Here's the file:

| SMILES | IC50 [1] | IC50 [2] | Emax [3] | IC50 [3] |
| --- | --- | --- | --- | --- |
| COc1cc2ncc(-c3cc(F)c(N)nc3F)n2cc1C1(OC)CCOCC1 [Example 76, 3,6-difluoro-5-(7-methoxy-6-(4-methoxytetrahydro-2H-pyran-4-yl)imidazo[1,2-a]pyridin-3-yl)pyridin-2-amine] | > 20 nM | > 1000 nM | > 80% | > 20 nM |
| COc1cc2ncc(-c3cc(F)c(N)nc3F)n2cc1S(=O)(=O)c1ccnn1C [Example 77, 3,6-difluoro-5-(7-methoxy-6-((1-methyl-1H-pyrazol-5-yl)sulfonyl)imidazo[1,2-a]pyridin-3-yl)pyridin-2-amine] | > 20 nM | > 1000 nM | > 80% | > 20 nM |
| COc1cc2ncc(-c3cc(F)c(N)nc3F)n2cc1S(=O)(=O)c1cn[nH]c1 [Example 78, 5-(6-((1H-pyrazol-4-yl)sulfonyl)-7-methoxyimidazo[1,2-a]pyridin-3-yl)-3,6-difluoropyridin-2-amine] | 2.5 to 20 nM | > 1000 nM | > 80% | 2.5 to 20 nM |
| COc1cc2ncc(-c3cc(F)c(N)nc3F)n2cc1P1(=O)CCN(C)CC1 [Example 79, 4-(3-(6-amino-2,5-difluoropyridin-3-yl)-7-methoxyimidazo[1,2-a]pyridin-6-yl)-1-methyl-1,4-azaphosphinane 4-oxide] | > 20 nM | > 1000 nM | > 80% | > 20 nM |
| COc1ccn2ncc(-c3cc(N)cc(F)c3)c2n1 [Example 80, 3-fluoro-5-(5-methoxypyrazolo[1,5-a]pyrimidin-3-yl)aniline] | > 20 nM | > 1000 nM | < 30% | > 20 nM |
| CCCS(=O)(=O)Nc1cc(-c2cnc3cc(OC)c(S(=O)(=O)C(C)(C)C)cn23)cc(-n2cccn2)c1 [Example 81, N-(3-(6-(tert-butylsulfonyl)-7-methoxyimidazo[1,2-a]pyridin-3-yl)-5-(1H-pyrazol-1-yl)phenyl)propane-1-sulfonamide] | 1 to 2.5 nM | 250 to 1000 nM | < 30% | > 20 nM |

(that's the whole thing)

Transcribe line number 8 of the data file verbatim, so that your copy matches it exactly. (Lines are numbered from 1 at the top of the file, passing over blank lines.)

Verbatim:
| CCCS(=O)(=O)Nc1cc(-c2cnc3cc(OC)c(S(=O)(=O)C(C)(C)C)cn23)cc(-n2cccn2)c1 [Example 81, N-(3-(6-(tert-butylsulfonyl)-7-methoxyimidazo[1,2-a]pyridin-3-yl)-5-(1H-pyrazol-1-yl)phenyl)propane-1-sulfonamide] | 1 to 2.5 nM | 250 to 1000 nM | < 30% | > 20 nM |